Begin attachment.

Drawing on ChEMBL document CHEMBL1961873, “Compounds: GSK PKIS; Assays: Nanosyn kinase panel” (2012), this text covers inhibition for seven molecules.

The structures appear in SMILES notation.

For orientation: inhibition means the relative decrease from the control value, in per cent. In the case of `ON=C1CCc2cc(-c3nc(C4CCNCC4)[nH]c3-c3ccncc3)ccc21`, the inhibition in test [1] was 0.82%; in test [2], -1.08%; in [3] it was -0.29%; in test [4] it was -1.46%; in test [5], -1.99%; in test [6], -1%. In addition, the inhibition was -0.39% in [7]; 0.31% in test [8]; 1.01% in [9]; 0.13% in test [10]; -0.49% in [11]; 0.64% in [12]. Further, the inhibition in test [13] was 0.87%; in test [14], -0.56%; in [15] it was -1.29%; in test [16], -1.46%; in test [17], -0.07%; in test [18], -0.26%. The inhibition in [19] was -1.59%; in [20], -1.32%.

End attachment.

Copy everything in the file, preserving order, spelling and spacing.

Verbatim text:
Drawing on ChEMBL document CHEMBL1961873, “Compounds: GSK PKIS; Assays: Nanosyn kinase panel” (2012), this text covers inhibition for seven molecules.

The structures appear in SMILES notation.

For orientation: inhibition means the relative decrease from the control value, in per cent. In the case of `ON=C1CCc2cc(-c3nc(C4CCNCC4)[nH]c3-c3ccncc3)ccc21`, the inhibition in test [1] was 0.82%; in test [2], -1.08%; in [3] it was -0.29%; in test [4] it was -1.46%; in test [5], -1.99%; in test [6], -1%. In addition, the inhibition was -0.39% in [7]; 0.31% in test [8]; 1.01% in [9]; 0.13% in test [10]; -0.49% in [11]; 0.64% in [12]. Further, the inhibition in test [13] was 0.87%; in test [14], -0.56%; in [15] it was -1.29%; in test [16], -1.46%; in test [17], -0.07%; in test [18], -0.26%. The inhibition in [19] was -1.59%; in [20], -1.32%.